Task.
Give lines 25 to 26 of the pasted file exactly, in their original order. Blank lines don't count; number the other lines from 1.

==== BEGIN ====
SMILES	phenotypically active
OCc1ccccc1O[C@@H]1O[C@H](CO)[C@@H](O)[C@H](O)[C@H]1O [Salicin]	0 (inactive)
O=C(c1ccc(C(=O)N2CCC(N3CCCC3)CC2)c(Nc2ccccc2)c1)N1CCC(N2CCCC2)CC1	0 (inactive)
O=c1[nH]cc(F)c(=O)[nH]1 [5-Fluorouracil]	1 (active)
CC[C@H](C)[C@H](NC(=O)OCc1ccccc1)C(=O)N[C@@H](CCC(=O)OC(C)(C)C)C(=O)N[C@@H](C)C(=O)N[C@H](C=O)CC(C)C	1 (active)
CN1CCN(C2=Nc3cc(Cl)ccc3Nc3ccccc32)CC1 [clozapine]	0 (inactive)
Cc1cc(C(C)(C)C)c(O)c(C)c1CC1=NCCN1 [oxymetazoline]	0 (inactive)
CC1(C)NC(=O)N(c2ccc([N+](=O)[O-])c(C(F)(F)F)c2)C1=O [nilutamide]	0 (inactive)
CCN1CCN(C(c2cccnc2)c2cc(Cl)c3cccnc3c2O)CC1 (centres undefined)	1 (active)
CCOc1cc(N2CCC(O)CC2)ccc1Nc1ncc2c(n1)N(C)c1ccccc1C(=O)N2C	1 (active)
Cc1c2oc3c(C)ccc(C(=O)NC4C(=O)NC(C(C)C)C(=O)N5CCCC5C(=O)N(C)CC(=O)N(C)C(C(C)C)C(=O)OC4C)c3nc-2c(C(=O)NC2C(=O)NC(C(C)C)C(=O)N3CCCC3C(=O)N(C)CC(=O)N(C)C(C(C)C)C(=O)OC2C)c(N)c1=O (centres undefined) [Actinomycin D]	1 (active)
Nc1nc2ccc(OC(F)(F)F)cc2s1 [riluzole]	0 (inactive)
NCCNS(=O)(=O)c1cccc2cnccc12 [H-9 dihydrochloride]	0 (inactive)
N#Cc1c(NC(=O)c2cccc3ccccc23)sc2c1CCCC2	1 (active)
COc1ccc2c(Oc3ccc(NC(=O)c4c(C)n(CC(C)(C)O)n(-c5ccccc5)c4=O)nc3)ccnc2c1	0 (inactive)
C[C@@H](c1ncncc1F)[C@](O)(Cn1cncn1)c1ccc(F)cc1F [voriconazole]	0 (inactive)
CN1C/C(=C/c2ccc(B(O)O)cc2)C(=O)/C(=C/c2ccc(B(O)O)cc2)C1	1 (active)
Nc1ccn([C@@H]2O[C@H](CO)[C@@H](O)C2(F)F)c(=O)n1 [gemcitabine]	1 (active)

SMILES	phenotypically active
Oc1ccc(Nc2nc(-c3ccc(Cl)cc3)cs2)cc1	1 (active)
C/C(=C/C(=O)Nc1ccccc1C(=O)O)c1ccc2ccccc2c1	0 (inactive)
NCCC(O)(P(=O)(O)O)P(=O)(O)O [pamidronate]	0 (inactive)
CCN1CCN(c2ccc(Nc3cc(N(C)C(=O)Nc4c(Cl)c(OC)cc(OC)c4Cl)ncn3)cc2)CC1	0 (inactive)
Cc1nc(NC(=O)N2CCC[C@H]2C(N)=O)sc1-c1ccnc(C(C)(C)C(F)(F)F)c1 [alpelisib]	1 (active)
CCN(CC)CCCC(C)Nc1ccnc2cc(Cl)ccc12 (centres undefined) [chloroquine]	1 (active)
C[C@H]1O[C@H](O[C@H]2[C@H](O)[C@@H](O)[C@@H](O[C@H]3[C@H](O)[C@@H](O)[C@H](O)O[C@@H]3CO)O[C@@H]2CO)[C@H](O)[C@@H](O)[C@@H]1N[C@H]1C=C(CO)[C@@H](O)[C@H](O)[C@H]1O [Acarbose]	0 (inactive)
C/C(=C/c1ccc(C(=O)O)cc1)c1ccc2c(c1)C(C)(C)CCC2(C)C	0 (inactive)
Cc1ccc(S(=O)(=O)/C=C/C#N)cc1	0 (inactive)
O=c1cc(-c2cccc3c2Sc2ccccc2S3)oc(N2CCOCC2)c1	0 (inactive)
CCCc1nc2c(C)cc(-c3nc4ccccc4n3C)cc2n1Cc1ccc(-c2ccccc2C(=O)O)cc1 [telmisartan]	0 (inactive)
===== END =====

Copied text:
CCN(CC)CCCC(C)Nc1ccnc2cc(Cl)ccc12 (centres undefined) [chloroquine]	1 (active)
C[C@H]1O[C@H](O[C@H]2[C@H](O)[C@@H](O)[C@@H](O[C@H]3[C@H](O)[C@@H](O)[C@H](O)O[C@@H]3CO)O[C@@H]2CO)[C@H](O)[C@@H](O)[C@@H]1N[C@H]1C=C(CO)[C@@H](O)[C@H](O)[C@H]1O [Acarbose]	0 (inactive)